Your First Fracture Repair: Principles and Planning in Practice
Hannah Gritti, British Veterinary Orthopaedic Association
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When repairing a fracture,the main aims are to achieve alignment, optimal healing environment and the avoidance of fracture disease which includes muscle atrophy/contracture, joint stiffness and disuse osteoporosis and therefore in suboptimal limb function. So how do you translate this in practice? The following considerations are appropriate for a diaphyseal shaft fracture of e.g. the femur.
Principles of Fracture Management
Consider mechanical stability and fracture biology.
Bone healing relies on:
Stabilising the fracture can reduce the risk of further damage, provide analgesia, and control soft tissue swelling.
Orthogonal radiographs of the fractured bone should be taken, and usually also the contralateral limb. Careful inspection of the images will help to detect fragments, fissures and other potential complicating factors. The ability to measure the bone and pre-contour bone plates is invaluable so use a scale marker and implant templates (digital or acetates). Have the radiographs available during surgery for immediate reference.
Choose between either open reduction and internal fixation (ORIF) or closed reduction for example with an ESF. Implant selection is based on awareness of forces around a fracture. Consider patient size, temperament and muscle mass when considering implant selection, and have a back-up plan if your first choice becomes unsuitable during surgery.
− Non-locking (e.g., dynamic compression plate [DCP], limited contact DCP)
These plates must have good bone apposition along the length of the plate and require perfect contouring. They can be applied in bridging, neutralisation or compression mode depending on the type of fracture e.g. a dynamic compression plate is used to compress a transverse fracture.
− Locking plates (e.g., locking compression plate [LCP] or string-of-pearl [SOP])
The screw heads lock into the plate. The plate is not pressed down onto the bone therefore the plate and bone do not have to be in direct contact; only approximate contouring is required.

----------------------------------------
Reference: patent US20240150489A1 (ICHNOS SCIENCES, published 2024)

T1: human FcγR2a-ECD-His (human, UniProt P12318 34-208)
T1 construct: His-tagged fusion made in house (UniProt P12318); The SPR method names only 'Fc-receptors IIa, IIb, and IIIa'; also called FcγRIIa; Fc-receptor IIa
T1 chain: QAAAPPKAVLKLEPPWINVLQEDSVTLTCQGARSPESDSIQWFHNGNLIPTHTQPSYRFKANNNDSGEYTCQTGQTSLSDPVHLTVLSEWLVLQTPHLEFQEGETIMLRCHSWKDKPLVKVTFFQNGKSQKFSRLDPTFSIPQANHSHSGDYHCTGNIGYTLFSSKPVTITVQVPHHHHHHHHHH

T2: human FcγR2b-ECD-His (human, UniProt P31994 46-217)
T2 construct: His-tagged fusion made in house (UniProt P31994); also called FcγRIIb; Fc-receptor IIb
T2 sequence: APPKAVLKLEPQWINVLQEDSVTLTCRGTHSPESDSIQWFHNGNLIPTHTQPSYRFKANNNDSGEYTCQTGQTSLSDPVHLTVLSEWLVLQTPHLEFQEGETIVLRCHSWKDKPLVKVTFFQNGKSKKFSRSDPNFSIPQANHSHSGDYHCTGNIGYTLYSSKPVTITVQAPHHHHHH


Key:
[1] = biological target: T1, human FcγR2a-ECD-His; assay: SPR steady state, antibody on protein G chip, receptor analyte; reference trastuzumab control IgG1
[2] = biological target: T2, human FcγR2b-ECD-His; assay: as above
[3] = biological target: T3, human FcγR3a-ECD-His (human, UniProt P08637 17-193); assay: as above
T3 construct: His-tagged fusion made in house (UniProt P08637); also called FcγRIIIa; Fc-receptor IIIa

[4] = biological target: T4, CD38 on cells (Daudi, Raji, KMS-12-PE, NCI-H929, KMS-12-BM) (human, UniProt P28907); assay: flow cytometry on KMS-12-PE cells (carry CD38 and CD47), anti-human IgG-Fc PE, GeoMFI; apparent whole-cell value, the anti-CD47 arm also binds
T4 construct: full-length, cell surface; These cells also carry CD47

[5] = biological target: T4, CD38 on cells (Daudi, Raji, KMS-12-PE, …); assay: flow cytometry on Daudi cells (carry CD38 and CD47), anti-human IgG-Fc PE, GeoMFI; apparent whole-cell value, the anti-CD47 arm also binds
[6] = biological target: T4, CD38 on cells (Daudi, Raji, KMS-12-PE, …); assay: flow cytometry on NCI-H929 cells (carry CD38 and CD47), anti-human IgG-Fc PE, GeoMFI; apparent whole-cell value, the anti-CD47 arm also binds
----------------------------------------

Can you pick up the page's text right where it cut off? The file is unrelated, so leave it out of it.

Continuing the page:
Are you aiming for primary or secondary bone healing and is anatomical reconstruction appropriate? Reconstruction is more difficult with comminuted fractures with many free fragments that if devascularised, may significantly delay bone healing or result in non union. It is possible to leave fragments undisturbed with bridging plates where the plate bears the entire load (forces) across a fracture gap. There must be sufficient bone stock proximal and distal to the fracture to insert two or three bicortical screws as a minimum, and ideally more.
The ease of reduction is affected by time to surgery, muscle contracture and operative technique. If possible use the ‘hanging limb’ technique i.e. using the animal’s bodyweight to distract to the fracture whilst suspended during preparation pre-operatively. Also use an assistant and/or retractors. Positioning the limb parallel to the table helps with angulation of the drill and implants and is appropriate for a medial or lateral approach. Secure the patient on the table and use positioning aids.
3.Prevention of infection
Good preparation and planning will minimise the length of surgery.
Ensure aseptic technique for the fracture, bone graft and local block sites. If using the hanging limb technique, ensure that an assistant can hold the leg whilst you drape the area, and use sterile bandage or smaller drapes to isolate the foot, without contaminating your incision site.
Good haemostasis including the use of swabs, haemostats and electrocautery is one of Halsted’s principles of surgery and is one factor that will help to reduce the incidence of post-operative surgical site infection.
Use antibiotic prophylaxis if necessary but ensure that adequate concentrations of antibiotic are present in advance of the first incision i.e. give the first dose at the time of pre-med or anaesthetic induction.
4.Preservation of blood supply.
Know the anatomy and surgical approach to your fracture site; this will depend on soft tissue cover, any wounds and accessing the tension surface of the bone rather than the compression (bending) surface. Employ Halsted’s principles of surgery including sharp dissection between muscle and fascial planes. Minimum disturbance of the fracture haematoma, vessels and soft tissues is favourable for healing. Keep tissues moist with sterile saline irrigation.
5.Encouraging limb use
Plan your approach to avoid iatrogenic nerve damage, achieve good fracture alignment and provide adequate analgesia for a fast return to function post-op.
Planning the Repair
Check you have everything you need and that it will be sterilised in time for surgery.
1.Plates and screws kit:
3.Jacob’s Chuck with key and extensions for use with long pins and the drill.
5. Drill guide:
6. Depth gauge:
7. Tap with tap handle:
8. Pin cutter:
9. Plate Benders:
10. ESF kit:
11.Wire and wire benders/cutters:
13. Drill sleeve:
This article was written for VetGrad.co.uk and first published in 2014.
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